September 2016
Volume 57, Issue 12
Open Access
ARVO Annual Meeting Abstract  |   September 2016
Wide-Field Fluorescein Angiography During and After Silicone Oil Tamponade for Retinal Detachment
Author Affiliations & Notes
  • Vesna Jurisic Friberg
    Ophthalmology, University of Sarajevo, Pittsburgh, Pennsylvania, United States
    Ophthalmology, University of Pittsburgh, Pittsburgh, Pennsylvania, United States
  • Goran Bencic
    Ophthalmology, University Clinical Hospital, Zagreb, Croatia
    Goole NHS Trust, Northern Lincolnshire, United Kingdom
  • Mia Zoric-Geber
    Ophthalmology, University Clinical Hospital, Zagreb, Croatia
  • Zoran Vatavuk
    Ophthalmology, University Clinical Hospital, Zagreb, Croatia
  • Thomas R Friberg
    Ophthalmology, University of Pittsburgh, Pittsburgh, Pennsylvania, United States
    Bioengineering, University of Pittsburgh, Pittsburgh, Pennsylvania, United States
  • Footnotes
    Commercial Relationships   Vesna Jurisic Friberg, None; Goran Bencic, None; Mia Zoric-Geber, None; Zoran Vatavuk, None; Thomas Friberg, Optos (C)
  • Footnotes
    Support  None
Investigative Ophthalmology & Visual Science September 2016, Vol.57, 1026. doi:
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      Vesna Jurisic Friberg, Goran Bencic, Mia Zoric-Geber, Zoran Vatavuk, Thomas R Friberg; Wide-Field Fluorescein Angiography During and After Silicone Oil Tamponade for Retinal Detachment. Invest. Ophthalmol. Vis. Sci. 2016;57(12):1026.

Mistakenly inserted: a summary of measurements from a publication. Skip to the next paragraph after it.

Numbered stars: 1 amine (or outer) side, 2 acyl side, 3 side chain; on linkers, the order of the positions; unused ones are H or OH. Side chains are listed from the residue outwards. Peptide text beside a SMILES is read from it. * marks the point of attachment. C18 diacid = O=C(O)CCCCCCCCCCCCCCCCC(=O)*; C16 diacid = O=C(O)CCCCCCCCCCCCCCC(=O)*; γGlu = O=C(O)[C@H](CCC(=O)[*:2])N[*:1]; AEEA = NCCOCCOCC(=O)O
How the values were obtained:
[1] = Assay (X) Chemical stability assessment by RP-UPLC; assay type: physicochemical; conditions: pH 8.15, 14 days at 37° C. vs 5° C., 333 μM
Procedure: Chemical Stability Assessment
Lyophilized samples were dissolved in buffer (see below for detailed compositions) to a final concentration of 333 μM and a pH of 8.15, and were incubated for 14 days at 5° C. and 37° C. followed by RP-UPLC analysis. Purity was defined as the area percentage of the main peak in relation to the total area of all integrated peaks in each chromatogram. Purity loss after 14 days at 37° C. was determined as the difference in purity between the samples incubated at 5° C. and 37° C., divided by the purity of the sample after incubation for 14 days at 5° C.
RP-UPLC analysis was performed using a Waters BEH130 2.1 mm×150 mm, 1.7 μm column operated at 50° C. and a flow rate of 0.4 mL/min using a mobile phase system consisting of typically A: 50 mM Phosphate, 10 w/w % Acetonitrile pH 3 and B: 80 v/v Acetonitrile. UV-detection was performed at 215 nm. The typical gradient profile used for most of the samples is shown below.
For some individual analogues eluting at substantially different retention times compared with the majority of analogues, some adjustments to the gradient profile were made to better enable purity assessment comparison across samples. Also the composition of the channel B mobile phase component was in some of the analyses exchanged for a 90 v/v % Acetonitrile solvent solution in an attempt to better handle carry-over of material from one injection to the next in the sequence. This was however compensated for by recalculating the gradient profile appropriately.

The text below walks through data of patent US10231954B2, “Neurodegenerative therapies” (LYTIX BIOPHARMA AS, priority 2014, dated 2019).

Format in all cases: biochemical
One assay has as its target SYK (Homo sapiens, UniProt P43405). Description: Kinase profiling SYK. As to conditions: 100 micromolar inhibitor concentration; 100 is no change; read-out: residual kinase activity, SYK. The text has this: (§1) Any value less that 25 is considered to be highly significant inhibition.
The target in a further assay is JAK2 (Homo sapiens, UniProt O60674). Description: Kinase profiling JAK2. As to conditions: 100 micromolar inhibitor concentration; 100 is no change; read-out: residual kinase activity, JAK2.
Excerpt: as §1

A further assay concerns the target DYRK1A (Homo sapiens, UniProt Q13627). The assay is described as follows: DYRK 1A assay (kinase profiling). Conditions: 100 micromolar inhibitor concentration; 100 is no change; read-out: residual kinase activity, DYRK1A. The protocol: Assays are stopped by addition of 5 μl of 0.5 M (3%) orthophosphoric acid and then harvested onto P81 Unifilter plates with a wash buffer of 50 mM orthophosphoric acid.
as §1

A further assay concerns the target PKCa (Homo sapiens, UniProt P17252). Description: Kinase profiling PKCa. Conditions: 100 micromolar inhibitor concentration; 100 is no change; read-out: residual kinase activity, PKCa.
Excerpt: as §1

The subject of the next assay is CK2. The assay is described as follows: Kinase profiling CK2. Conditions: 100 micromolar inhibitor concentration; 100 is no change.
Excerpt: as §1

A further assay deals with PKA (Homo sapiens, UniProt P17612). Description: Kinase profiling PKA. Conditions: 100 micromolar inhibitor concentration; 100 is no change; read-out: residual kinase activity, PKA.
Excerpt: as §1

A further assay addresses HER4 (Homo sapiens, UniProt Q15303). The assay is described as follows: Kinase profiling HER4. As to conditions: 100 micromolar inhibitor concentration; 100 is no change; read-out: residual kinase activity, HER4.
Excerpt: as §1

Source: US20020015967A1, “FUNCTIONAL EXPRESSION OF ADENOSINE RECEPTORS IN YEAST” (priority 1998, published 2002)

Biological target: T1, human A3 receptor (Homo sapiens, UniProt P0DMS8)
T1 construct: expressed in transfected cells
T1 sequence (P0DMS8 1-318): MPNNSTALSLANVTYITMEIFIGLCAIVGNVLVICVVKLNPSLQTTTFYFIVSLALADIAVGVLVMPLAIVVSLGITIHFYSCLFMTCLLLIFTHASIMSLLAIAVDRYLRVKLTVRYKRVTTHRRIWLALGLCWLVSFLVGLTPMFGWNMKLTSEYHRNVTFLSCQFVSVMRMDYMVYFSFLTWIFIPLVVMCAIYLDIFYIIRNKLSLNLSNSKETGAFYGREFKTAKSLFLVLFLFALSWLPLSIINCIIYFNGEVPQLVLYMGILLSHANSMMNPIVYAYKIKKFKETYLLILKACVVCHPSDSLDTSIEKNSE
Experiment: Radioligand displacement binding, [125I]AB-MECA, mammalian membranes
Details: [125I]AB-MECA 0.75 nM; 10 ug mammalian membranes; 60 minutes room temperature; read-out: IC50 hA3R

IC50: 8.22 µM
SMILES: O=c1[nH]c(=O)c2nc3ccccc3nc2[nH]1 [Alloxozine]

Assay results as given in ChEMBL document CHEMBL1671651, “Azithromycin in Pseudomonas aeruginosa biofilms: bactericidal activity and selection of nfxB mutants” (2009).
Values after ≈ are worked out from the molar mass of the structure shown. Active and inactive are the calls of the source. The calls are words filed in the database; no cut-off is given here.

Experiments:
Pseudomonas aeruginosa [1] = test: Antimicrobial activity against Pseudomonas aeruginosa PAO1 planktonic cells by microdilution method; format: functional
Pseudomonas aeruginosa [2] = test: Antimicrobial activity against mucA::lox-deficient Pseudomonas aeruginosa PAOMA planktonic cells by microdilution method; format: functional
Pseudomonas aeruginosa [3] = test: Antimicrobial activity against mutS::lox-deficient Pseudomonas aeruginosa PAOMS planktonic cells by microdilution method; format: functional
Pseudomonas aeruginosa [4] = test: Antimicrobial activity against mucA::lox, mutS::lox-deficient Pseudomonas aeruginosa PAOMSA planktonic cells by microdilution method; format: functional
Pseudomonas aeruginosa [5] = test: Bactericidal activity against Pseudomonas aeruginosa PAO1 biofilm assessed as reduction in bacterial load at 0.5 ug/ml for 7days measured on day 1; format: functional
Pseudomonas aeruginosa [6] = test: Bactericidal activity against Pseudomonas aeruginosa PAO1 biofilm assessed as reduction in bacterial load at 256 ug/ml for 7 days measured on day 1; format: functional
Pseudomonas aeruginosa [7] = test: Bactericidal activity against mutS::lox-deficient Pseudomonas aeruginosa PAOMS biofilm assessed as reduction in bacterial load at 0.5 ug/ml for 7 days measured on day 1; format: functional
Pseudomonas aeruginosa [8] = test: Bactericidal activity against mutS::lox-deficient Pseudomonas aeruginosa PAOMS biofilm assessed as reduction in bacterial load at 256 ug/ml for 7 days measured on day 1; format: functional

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      © 2017 Association for Research in Vision and Ophthalmology.

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Abstract

Purpose : Silicone oil is widely used in vitreoretinal surgery to create a long term tamponade. A clinical trial conducted in Zagreb, Croatia (Clinical Trials NCT 01255306) previously showed that of silicone oil caused thickening of the retinal nerve fiber layer. We proposed that this thickening might have been related to inflammatory infiltration, as a small pilot assessment using wide field fluorescein angiography had suggested this. In the present research, we studied a much larger series of eyes and after silicone placement and then after silicone oil removal.

Methods : Twenty patients with primary rhegmatogenous retinal detachment underwent successful pars plana vitrectomy with silicone oil tamponade (Bausch & Lomb, Oxane 1300, Bausch & Lomb UK ) After retinal reattachment, eyes were imaged through the oil using an ultra-wide field fluorescein angiography platform (Optos P200A, Dunfermline, Scotland). Fluorescein angiography was again performed at 3 and 6 months after oil removal. Images were analyzed and graded by 3 independent ophthalmologists. Patterns of fluorescein leakage were studied in separate regions of the retina.

Results : The average duration of the silicone oil tamponade was 11.5 months (range 4 – 17 months). Ultra-wide field fluorescein angiography was performed after a mean of 7.5 months of in situ silicone oil tamponade (SD 4.3; 95% CI 5.47–9.63). Final fluorescein angiography was performed after a mean of 9.7 months (SD 4.78; 95% CI 7.48 – 11.96). While silicone was in situ, 16 of 20 patient eyes showed fluorescein leakage and was present in the superior retina in 94%. 8 subjects demonstrated macular leakage. The mean area of leakage was 30.8 disc areas (SD 40.72; 95% CI 11.71 – 49.84). On final fluorescein angiography, leakage was noted in 65% of eyes. The most prevalent location for this leakage was the superior retina (85%).

Conclusions : Silicone oil tamponade may precipitate subclinical inflammatory effects, which can persist well after the removal of silicone oil. These results warrant further investigations to assess the cause and prevalence of vascular leakage and possible toxicity.

This is an abstract that was submitted for the 2016 ARVO Annual Meeting, held in Seattle, Wash., May 1-5, 2016.

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